Randel (Disruptive Women in Health Care) blogs about the medical device industry, particularly the “use (or underuse)” of technology as it relates to what she describes as an “arcane” payment system. Although comparative effectiveness research must be used to test new medical technology, reform in the payment system is equally necessary.
Jan (Doc Gurley, Posts From An Insane Healthcare System) covers new information about the placebo effect, including a hierarchy of results (did you know big pills work better than small ones?). In her article, she also points out that positively reinforcing a result makes it more likely to happen. So does this mean all those TV and internet drug adds are boosting a drug's efficacy?
David (HealthBlawg :: David Harlow’s Health Care Law Blog) spoke with Prof. Rodwin about his proposal that all de-identified health data be subject to public ownership, so that private companies cannot restrict access to it and/or monetize it. Public ownership would ensure availability of data for comprehensive public health and evidence-based medicine uses.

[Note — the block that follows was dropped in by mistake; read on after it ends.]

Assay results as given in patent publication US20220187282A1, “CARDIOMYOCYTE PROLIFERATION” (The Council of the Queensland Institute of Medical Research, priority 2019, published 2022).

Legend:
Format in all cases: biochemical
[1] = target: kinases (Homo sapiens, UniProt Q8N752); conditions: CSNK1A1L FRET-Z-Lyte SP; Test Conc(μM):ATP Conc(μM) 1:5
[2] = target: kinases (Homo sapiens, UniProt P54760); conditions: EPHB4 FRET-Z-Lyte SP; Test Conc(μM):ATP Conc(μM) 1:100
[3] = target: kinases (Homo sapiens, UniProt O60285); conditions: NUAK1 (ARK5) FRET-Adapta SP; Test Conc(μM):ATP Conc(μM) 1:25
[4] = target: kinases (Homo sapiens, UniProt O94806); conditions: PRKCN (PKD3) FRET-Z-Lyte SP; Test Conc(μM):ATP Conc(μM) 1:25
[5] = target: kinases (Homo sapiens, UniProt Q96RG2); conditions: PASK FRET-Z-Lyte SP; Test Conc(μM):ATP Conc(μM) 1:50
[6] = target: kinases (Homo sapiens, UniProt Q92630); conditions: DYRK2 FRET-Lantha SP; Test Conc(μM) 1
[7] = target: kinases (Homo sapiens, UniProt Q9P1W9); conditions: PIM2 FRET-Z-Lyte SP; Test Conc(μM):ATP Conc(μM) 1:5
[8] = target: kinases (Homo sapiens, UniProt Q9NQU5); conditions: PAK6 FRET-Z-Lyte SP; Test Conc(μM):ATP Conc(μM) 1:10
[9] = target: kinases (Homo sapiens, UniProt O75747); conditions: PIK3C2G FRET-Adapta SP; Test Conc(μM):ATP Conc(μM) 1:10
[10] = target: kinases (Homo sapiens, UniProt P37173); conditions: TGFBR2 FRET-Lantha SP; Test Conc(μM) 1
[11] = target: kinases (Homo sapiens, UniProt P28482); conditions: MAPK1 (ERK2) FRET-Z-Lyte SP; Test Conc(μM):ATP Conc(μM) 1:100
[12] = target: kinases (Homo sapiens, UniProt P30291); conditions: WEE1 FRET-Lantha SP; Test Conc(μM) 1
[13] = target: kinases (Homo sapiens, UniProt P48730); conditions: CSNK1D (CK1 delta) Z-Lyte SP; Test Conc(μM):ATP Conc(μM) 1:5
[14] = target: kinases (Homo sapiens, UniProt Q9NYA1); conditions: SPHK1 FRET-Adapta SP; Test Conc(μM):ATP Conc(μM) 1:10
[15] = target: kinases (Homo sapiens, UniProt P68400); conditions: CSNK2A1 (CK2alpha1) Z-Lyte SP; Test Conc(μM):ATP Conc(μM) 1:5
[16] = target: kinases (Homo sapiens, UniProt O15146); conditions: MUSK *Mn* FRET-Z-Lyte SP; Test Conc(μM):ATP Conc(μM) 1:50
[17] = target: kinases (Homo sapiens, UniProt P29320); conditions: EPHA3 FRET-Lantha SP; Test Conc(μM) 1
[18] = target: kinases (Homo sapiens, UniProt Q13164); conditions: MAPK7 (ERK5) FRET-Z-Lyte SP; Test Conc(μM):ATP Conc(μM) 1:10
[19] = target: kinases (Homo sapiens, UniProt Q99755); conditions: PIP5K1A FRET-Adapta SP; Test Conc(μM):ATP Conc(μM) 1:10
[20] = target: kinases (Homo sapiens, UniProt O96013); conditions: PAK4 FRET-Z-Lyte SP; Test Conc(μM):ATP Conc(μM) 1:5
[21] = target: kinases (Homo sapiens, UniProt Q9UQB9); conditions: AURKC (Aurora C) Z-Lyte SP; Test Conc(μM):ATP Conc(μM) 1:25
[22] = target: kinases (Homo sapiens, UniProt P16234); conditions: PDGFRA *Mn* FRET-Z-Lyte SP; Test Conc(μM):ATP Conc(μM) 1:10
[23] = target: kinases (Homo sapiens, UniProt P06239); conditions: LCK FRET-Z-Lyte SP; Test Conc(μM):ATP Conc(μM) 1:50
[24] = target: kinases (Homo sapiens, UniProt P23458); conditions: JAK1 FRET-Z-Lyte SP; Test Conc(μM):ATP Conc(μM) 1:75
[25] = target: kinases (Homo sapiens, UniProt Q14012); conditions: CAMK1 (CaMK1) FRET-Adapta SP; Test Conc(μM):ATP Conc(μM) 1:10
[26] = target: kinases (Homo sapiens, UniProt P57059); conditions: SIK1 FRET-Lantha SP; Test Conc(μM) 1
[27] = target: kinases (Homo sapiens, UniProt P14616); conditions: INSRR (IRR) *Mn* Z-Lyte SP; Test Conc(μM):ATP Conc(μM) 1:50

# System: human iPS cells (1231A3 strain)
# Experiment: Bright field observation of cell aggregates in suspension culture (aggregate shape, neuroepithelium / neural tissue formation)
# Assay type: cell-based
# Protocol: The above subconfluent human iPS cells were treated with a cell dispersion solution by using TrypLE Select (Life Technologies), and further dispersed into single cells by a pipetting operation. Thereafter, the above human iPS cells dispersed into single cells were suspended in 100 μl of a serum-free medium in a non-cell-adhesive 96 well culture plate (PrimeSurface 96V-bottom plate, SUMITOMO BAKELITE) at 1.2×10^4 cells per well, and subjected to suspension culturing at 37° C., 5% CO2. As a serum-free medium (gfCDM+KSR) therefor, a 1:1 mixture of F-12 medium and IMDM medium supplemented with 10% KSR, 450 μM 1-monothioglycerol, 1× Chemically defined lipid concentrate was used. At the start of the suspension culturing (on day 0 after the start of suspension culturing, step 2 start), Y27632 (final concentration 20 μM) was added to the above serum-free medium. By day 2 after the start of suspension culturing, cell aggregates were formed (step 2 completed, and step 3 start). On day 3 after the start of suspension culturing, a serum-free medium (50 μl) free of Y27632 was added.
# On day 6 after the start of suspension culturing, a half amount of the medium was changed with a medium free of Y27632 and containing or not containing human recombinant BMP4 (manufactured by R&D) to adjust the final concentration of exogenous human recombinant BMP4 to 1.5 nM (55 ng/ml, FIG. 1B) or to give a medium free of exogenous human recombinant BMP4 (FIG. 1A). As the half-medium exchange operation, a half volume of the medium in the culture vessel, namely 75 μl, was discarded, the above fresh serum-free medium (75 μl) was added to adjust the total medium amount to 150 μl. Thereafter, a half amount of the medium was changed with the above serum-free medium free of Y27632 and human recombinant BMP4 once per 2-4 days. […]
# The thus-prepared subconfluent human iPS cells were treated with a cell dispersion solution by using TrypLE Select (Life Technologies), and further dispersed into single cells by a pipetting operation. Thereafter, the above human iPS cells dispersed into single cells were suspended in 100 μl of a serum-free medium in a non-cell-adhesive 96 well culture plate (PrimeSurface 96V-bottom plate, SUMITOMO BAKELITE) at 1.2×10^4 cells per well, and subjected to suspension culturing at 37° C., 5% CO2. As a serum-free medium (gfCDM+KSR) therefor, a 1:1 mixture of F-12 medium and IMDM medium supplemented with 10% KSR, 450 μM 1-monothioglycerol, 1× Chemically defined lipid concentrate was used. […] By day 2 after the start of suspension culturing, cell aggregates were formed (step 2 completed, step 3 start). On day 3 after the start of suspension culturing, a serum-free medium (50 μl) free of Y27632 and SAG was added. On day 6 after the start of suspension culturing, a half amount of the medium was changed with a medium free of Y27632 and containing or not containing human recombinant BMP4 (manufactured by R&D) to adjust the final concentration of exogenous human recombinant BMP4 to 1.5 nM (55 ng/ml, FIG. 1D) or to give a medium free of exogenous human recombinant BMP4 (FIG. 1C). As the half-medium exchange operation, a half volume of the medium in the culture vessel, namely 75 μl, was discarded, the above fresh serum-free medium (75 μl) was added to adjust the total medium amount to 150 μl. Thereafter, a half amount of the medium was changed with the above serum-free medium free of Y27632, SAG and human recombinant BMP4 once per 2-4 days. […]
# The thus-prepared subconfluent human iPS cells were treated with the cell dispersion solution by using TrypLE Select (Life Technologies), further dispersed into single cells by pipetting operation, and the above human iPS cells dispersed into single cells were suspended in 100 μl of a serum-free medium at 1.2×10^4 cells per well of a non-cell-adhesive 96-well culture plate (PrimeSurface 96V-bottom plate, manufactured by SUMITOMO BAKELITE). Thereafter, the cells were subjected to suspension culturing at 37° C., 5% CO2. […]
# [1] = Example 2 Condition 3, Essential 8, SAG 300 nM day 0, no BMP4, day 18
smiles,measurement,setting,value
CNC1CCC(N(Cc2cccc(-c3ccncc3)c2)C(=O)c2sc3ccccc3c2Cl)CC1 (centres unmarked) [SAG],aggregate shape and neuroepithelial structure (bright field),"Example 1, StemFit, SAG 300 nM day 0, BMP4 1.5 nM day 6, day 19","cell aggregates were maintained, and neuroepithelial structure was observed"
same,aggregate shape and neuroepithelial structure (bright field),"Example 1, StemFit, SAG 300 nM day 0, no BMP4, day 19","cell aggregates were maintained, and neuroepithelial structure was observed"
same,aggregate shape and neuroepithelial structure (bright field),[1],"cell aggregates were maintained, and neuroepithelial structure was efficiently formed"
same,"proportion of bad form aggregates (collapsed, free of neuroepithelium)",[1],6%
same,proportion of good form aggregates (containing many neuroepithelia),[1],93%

Chris (Life in the Fast Lane) offers some pointers to help ‘Web 2.0 laggards’ pull their heads out of the ground and off-load the stress of information overload. Fear of information overload is a barrier preventing doctors from using web resources. But, given that humanity has been experiencing information overload since the invention of the Gutenberg press, ignoring web resources to avoid confronting this daunting problem is a maladaptive, self-defeating strategy.